New Earth Explorer mission to be selected
21 January 2013
This March marks an important milestone in the Earth observation calendar. Scientists from all over Europe will be gathering in Graz, Austria, to scrutinise three innovative satellite concepts. One will then be chosen as ESA's seventh Earth Explorer.
Using breakthrough technology, the series of Earth Explorer satellites is designed to advance science by exploring different aspects of Earth. Together, these missions are improving our understanding of the complex interactions between Earth's different components and how human activity is affecting natural processes.
With three missions already in orbit and another three on the road to launch, the next User Consultation Meeting will be held on 5-6 March. This meeting provides the opportunity for the scientific community to debate the merits of three new mission concepts - each of which promises to deliver novel information on how our planet works.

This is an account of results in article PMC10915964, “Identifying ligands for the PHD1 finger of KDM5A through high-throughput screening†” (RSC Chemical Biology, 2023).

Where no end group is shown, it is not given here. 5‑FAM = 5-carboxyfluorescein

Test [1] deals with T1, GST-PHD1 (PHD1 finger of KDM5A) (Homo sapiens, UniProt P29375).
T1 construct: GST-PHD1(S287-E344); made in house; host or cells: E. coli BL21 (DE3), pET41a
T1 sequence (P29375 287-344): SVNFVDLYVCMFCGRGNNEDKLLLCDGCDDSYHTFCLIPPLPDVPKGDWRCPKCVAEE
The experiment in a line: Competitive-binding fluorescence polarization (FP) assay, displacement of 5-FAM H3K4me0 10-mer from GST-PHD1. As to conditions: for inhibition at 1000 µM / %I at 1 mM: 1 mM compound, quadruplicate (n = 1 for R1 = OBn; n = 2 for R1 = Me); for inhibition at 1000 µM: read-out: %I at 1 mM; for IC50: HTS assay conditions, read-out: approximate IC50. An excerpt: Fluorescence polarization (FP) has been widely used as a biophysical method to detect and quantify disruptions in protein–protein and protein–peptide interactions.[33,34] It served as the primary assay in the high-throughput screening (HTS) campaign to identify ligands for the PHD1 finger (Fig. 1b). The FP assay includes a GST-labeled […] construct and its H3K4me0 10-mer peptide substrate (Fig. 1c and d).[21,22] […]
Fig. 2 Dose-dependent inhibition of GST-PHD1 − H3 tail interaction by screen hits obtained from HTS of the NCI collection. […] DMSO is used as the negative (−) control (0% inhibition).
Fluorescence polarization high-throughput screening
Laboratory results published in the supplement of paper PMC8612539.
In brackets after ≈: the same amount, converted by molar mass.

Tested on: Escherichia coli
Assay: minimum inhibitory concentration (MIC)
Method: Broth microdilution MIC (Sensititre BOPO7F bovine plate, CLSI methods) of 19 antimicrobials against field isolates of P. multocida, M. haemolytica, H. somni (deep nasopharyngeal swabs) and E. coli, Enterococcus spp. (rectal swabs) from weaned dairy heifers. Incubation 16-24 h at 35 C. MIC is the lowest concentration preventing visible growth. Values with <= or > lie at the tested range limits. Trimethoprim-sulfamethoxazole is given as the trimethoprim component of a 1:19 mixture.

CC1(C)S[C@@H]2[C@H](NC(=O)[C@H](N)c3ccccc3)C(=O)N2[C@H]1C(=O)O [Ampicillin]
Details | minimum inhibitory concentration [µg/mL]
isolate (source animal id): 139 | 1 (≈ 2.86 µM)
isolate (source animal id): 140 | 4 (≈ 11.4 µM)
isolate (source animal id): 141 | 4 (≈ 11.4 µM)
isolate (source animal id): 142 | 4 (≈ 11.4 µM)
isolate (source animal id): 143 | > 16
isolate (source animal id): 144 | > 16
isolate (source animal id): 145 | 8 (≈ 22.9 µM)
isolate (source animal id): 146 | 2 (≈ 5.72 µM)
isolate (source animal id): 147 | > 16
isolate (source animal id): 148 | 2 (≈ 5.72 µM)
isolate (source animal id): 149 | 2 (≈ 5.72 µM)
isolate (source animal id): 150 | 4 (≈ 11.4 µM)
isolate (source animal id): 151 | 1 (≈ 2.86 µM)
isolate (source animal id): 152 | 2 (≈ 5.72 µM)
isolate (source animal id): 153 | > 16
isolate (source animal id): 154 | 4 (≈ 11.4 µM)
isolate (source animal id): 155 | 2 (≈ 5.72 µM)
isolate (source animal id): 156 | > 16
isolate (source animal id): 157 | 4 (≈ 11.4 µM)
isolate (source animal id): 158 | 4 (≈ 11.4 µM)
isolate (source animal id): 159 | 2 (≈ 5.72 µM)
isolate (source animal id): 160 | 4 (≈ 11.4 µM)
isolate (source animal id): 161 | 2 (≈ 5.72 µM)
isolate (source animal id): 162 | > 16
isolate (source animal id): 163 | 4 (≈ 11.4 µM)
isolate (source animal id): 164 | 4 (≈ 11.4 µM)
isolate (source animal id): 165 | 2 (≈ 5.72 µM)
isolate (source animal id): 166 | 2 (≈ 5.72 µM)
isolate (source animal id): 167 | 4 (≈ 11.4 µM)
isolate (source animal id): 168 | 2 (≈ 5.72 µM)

The philosophy of developing Earth Explorer missions centres on the involvement of the scientific community from the very beginning of a mission's life. Being proposed by the scientific community and realised through the user-driven selection process ensures that this series of state-of-the-art missions addresses the most urgent Earth science questions of our time.
The success of this approach is borne out by the advances that the GOCE gravity mission, the SMOS water mission and the CryoSat ice mission are already making to science. The Swarm magnetic field mission, to be launched this year, followed by the ADM-Aeolus and EarthCARE missions are set to improve our knowledge even further.